Anarchy

Definition of 'Anarchy'


The condition of a society with no government. Some people think an anarchist society would result in lawlessness and chaos. Others, such as anarcho-capitalists, believe that private businesses would fill the void of government and provide the services that people need - including those traditionally thought of as essential government functions, like building roads and providing police and fire protection.

Investopedia explains 'Anarchy'


There is widespread disagreement among anarchists about what an anarchist society would look like. For example, some see it as a completely individualist society; others view it as a completely collectivist society. An overarching characteristic of anarchy, however, is that the people govern (or fail to govern) themselves. There is no political group in charge of making decisions for the masses. A potential problem with anarchy is that legal protection is not provided for patents, personal businesses or even corporations.


Filed Under:

comments powered by Disqus
Hot Definitions
  1. Gross Debt Service Ratio - GDS

    A debt service measure that financial lenders use as a rule of thumb to give a preliminary assessment about whether a potential borrower is already in too much debt. Receiving a ratio of less than 30% means that the potential borrower has an acceptable level of debt.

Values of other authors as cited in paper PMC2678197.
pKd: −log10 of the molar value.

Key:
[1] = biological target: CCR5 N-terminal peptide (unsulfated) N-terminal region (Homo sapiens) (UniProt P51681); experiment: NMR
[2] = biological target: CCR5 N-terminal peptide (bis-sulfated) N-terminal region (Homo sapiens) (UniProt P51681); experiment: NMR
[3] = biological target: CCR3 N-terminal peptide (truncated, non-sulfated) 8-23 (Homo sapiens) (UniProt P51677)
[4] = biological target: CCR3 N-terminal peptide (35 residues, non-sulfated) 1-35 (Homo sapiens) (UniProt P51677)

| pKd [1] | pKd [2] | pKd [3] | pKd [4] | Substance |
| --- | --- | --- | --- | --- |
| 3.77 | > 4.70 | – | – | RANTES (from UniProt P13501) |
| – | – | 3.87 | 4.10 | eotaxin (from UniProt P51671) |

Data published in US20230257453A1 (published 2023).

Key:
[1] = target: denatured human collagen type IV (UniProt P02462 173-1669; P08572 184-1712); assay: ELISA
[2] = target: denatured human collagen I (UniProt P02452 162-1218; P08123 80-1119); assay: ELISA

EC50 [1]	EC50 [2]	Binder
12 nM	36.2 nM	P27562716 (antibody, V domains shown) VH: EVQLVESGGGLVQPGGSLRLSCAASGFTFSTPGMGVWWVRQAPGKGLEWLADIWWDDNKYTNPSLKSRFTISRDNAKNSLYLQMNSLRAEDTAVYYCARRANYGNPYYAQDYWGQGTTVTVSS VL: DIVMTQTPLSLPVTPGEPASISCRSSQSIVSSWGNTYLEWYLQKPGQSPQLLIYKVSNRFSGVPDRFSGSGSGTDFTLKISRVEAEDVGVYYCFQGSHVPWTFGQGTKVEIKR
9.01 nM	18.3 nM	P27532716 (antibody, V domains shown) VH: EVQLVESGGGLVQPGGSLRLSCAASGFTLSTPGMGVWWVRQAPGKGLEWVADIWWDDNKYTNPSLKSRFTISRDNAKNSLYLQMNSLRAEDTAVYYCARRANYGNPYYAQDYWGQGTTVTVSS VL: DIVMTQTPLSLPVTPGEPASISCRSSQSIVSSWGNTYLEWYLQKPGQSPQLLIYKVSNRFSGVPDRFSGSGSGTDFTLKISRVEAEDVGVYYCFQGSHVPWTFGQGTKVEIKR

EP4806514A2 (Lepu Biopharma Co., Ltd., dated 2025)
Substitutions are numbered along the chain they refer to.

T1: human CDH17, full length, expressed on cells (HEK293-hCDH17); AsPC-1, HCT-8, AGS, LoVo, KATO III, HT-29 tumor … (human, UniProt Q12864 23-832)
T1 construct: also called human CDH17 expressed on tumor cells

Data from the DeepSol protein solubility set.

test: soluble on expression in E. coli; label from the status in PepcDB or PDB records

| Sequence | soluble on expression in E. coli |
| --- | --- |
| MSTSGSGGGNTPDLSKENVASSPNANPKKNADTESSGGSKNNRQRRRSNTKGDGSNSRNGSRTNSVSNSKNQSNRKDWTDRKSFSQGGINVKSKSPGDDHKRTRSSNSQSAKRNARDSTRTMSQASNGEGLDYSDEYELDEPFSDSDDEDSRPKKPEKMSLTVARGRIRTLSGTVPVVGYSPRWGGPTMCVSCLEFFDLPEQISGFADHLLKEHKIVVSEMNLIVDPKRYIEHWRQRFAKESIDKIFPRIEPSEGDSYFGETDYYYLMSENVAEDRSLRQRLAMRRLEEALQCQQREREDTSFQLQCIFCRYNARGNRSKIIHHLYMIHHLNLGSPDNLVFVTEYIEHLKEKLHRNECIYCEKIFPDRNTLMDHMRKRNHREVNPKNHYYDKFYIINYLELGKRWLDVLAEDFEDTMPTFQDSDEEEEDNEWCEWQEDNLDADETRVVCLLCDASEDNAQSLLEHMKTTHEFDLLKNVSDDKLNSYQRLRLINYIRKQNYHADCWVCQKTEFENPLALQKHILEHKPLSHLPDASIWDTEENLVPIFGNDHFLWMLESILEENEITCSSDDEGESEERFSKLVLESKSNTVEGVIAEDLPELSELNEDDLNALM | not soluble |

2. Federal Reserve Note

    The most accurate term used to describe the paper currency (dollar bills) circulated in the United States. These Federal Reserve Notes are printed by the U.S. Treasury at the instruction of the Federal Reserve member banks, who also act as the clearinghouse for local banks that need to increase or reduce their supply of cash on hand.
  3. Benchmark Bond

    A bond that provides a standard against which the performance of other bonds can be measured. Government bonds are almost always used as benchmark bonds. Also referred to as "benchmark issue" or "bellwether issue".
  4. Market Capitalization

    The total dollar market value of all of a company's outstanding shares. Market capitalization is calculated by multiplying a company's shares outstanding by the current market price of one share. The investment community uses this figure to determine a company's size, as opposed to sales or total asset figures.
  5. Oil Reserves

    An estimate of the amount of crude oil located in a particular economic region. Oil reserves must have the potential of being extracted under current technological constraints. For example, if oil pools are located at unattainable depths, they would not be considered part of the nation's reserves.
  6. Joint Venture - JV

    A business arrangement in which two or more parties agree to pool their resources for the purpose of accomplishing a specific task. This task can be a new project or any other business activity. In a joint venture (JV), each of the participants is responsible for profits, losses and costs associated with it.
Trading Center